Extensive group of microorganisms (lat. Fungi) with about 100,000 species. After they were for a long time attributed to the plant kingdom, they are now considered a separate kingdom due to their physiological and genetic characteristics and are more closely related to animals than plants. Unlike almost all plants, they can exist without chlorophyll and, like animals, feed on organic nutrients from their environment. Fungi therefore do not develop by photosynthesis (and therefore do not need light), but must live as rot-dwellers, parasites or as symbionts of dead or living organic substances. They often enter into a mutually beneficial symbiosis with the host plants. Yeasts, which are important for fermentation, are also fungi. A large group is summarized under molds. The growth of many fungal species is favored by high relative humidity from about 70%.
On the vine, various types of fungi can be the causative agents of numerous diseases such as anthracnose, botrytis (noble rot, grey rot), esca, eutypiosis, green rot, true and false mildew, Petri's disease, pink rot, red rot, black rot, black spot disease (excoriosis), black foot disease, white rot and wilt. They are mostly controlled by various fungicides. Many grape varieties have to be treated with them five to ten times within one vegetation cycle (year). However, certain fungal species are also vital for the vine to thrive due to the decomposition of decomposing substances in the soil and the improved supply of nutrients to the vine in symbiotic coexistence with the host plant (see also Mycorrhiza). In the breeding of new grapevine varieties today, it is an important breeding goal to achieve a high resistance against various fungal species. Such varieties are particularly in demand in organic viticulture and are known as PIWI varieties (fungus-resistant). See also under vine enemies.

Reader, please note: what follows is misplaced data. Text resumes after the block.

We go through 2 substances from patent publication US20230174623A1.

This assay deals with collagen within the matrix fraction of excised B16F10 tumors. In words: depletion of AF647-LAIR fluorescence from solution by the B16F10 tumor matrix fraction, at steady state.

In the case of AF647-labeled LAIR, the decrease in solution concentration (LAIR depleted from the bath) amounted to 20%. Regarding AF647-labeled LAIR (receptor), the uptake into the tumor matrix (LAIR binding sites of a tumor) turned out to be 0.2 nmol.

Oidium: From Maccheek to English Wikipedia, CC BY-SA 3.0, Link
Esca: From farmer Karl - Own photo, CC BY 3.0, Link
Eutypiosis: INRA Science & Impact - Photo P. Lecomte
Botrytis: By Tom Maack T.o.m. CC BY-SA 3.0, Link